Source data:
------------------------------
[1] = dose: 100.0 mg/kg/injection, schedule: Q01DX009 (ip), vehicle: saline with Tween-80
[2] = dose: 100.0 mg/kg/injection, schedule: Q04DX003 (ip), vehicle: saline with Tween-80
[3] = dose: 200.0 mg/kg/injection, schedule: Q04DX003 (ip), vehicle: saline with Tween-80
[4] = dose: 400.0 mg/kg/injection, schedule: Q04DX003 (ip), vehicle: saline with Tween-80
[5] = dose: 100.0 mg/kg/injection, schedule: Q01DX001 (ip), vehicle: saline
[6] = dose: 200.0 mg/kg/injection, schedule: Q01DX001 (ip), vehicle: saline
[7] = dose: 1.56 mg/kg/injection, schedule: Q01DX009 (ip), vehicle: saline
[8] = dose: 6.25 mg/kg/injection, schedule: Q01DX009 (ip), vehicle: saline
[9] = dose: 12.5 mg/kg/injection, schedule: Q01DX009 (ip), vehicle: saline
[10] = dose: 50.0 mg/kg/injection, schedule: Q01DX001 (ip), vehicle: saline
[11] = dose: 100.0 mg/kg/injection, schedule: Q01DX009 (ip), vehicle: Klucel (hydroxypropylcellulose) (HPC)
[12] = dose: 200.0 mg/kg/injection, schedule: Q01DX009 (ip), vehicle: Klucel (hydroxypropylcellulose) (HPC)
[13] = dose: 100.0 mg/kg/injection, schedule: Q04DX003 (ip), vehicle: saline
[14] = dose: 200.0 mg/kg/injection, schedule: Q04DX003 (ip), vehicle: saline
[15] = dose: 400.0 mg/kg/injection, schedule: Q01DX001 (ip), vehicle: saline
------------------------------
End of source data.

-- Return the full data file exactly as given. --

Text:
[1] = dose: 100.0 mg/kg/injection, schedule: Q01DX009 (ip), vehicle: saline with Tween-80
[2] = dose: 100.0 mg/kg/injection, schedule: Q04DX003 (ip), vehicle: saline with Tween-80
[3] = dose: 200.0 mg/kg/injection, schedule: Q04DX003 (ip), vehicle: saline with Tween-80
[4] = dose: 400.0 mg/kg/injection, schedule: Q04DX003 (ip), vehicle: saline with Tween-80
[5] = dose: 100.0 mg/kg/injection, schedule: Q01DX001 (ip), vehicle: saline
[6] = dose: 200.0 mg/kg/injection, schedule: Q01DX001 (ip), vehicle: saline
[7] = dose: 1.56 mg/kg/injection, schedule: Q01DX009 (ip), vehicle: saline
[8] = dose: 6.25 mg/kg/injection, schedule: Q01DX009 (ip), vehicle: saline
[9] = dose: 12.5 mg/kg/injection, schedule: Q01DX009 (ip), vehicle: saline
[10] = dose: 50.0 mg/kg/injection, schedule: Q01DX001 (ip), vehicle: saline
[11] = dose: 100.0 mg/kg/injection, schedule: Q01DX009 (ip), vehicle: Klucel (hydroxypropylcellulose) (HPC)
[12] = dose: 200.0 mg/kg/injection, schedule: Q01DX009 (ip), vehicle: Klucel (hydroxypropylcellulose) (HPC)
[13] = dose: 100.0 mg/kg/injection, schedule: Q04DX003 (ip), vehicle: saline
[14] = dose: 200.0 mg/kg/injection, schedule: Q04DX003 (ip), vehicle: saline
[15] = dose: 400.0 mg/kg/injection, schedule: Q01DX001 (ip), vehicle: saline